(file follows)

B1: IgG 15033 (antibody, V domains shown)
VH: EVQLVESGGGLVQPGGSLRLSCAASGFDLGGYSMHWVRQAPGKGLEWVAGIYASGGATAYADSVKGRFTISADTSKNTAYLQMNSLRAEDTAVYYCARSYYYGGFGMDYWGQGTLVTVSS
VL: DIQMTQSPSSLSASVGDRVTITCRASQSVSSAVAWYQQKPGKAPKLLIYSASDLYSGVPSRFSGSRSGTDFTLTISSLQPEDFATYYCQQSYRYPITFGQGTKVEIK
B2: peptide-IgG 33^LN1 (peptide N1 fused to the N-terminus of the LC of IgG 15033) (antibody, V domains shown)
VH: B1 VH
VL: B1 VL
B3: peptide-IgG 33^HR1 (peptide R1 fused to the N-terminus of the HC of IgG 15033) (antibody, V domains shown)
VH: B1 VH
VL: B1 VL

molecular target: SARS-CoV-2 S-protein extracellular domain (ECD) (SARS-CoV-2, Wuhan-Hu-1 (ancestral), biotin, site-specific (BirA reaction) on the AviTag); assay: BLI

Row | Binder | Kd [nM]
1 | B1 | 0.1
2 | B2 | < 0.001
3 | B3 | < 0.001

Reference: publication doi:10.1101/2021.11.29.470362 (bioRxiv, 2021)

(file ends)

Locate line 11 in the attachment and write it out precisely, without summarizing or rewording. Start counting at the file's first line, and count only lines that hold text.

Row | Binder | Kd [nM]